with others, including most importantly, a secure place  in                      one’s family and basic acceptance in one’s community

What is “adequate,” “reasonable,” “sufficient,” “tolerable, and “minimal” in these motive and goal statements will vary somewhat with our individual differences (both physically and emotionally) and with differences between societies (particularly values and economic situation).  An adequate level of happiness and a tolerable level of pain are probably not specifiable in measures available to us currently, but each of us can report at any given time which side of that vague standard we are on.  Some societies promote more self-abnegation than others, and some put relationships with others above one’s relationship with oneself, but all people would naturally seek a positive relationship with the self and fulfilling relationships with others if they were permitted to do so.  To promote self-denial and self-injury as a method of controlling behavior leads to greater unhappiness in a society.

Finding meaning in things other than fulfillments of these fundamental motives depends on conditioned or logical connections between those things and these fundamentally “meaningful” motivations and goals.  For example, for some people, making money feels meaningful or gives that person’s life meaning, and it does so because the individual associates it with achieving comfort and/or security (through having enough, having more than enough, demonstrating superiority over others so as be in a positive emotional state, etc.).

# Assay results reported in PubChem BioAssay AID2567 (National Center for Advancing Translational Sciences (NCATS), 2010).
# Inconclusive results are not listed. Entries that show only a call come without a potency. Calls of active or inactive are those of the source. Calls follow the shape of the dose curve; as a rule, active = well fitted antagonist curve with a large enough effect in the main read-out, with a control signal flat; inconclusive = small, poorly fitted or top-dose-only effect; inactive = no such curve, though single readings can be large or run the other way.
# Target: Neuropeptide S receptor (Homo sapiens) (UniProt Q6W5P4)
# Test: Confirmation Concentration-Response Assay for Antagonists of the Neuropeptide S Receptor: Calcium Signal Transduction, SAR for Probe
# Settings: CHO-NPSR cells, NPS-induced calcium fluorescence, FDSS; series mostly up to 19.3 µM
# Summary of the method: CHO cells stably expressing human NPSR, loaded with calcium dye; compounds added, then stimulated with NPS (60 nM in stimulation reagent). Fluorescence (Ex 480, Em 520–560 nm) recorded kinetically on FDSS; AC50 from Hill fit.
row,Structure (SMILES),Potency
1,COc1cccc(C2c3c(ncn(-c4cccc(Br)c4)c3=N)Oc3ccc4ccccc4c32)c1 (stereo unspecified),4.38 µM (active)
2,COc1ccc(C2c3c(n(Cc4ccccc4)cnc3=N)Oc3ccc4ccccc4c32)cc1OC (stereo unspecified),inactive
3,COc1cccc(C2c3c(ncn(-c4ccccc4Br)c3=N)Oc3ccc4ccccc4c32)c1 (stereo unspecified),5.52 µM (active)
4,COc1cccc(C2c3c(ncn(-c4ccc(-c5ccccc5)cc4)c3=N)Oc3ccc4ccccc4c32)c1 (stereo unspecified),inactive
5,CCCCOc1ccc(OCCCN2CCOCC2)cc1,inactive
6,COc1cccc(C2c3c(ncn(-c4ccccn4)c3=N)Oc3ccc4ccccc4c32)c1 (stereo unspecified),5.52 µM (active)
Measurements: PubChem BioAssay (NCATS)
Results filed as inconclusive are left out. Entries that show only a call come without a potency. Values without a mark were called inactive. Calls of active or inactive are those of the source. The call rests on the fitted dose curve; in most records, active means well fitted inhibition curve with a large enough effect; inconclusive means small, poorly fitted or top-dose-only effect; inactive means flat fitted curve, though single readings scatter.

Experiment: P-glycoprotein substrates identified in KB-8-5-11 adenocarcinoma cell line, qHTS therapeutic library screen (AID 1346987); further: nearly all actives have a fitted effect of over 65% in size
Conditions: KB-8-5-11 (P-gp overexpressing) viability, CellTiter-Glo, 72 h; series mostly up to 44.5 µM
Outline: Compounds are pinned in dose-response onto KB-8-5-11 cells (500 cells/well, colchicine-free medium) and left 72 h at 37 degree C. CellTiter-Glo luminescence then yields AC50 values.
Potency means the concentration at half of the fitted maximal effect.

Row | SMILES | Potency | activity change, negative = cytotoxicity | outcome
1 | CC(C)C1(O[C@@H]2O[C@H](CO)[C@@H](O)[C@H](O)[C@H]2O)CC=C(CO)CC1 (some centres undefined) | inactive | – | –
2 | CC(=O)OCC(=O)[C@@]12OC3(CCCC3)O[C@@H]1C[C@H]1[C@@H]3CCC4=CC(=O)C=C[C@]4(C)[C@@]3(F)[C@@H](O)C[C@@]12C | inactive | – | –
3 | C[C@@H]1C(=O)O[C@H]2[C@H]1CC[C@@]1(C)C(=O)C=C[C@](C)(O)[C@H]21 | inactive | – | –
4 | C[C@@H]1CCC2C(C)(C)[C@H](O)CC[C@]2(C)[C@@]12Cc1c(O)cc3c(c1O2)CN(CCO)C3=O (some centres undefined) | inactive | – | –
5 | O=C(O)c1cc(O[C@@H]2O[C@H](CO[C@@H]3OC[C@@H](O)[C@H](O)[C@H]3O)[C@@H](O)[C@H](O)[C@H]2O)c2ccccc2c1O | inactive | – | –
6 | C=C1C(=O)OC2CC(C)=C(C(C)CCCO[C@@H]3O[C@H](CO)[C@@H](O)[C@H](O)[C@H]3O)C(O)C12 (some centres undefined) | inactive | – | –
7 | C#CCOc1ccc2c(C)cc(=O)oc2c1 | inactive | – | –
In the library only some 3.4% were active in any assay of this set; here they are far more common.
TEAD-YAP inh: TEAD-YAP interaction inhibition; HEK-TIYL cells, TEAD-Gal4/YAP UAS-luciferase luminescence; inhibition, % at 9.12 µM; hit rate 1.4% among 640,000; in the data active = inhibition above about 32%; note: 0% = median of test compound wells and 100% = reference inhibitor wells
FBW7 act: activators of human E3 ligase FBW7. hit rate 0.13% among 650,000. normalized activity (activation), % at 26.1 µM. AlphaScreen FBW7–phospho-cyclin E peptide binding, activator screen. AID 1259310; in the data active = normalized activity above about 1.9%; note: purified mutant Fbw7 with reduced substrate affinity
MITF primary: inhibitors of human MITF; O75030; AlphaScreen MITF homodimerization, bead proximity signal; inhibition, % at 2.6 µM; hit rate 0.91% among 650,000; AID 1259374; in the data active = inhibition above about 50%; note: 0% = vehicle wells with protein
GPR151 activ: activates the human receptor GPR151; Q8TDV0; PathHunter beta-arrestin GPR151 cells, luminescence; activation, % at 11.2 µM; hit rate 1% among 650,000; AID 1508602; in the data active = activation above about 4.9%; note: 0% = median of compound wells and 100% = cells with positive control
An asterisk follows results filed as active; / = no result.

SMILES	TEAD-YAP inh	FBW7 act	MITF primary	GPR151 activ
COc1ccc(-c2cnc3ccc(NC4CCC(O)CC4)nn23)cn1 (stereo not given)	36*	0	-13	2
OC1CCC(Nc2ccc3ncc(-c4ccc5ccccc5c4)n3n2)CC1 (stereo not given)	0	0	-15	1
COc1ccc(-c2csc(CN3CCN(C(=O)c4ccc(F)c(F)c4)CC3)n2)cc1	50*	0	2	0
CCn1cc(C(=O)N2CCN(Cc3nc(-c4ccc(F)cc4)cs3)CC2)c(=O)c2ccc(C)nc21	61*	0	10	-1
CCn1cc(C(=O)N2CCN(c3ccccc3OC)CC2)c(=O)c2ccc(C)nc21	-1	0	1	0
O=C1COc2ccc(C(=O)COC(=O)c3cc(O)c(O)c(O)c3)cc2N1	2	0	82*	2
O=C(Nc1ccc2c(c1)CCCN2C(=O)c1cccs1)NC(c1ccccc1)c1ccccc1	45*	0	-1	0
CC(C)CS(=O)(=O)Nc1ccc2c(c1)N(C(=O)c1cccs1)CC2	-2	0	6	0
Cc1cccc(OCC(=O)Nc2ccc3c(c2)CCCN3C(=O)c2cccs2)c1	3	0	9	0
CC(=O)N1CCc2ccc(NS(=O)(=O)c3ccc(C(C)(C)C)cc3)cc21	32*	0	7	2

If one receives a gold watch in a retirement ceremony, and its award seems sincere, one might say “that means something to me,” suggesting that being appreciated or valued is meaningful to one.  This experience of being appreciated or valued connects us emotionally with the appreciation and valuing that our early caregivers had for us (and which was essential for our survival).  The current experience of being appreciated and valued also connects us with the positive emotion that we feel from knowing that we are securely accepted in our community, and will put us in a positive emotional state to the extent that we value positive emotion toward us from others (because it indicates acceptance and security).

As another example, many people feel satisfaction and meaning when they defend their loved ones from harm (and this satisfaction and meaning is enhanced if the defense requires violence).  Directly defending one’s family serves a number of our fundamental motives (continued existence, love, security, positive emotional state, children, sex partner, family, and community).

A writer may find meaning in writing things that help readers deal better with important emotions and issues within themselves, such as love, uncontrollable fate, survival, risk, chance, perseverance in important tasks, loyalty, fidelity, the basic goodness of people, and our similarities with all people.  All of these issues relate to survival and thriving.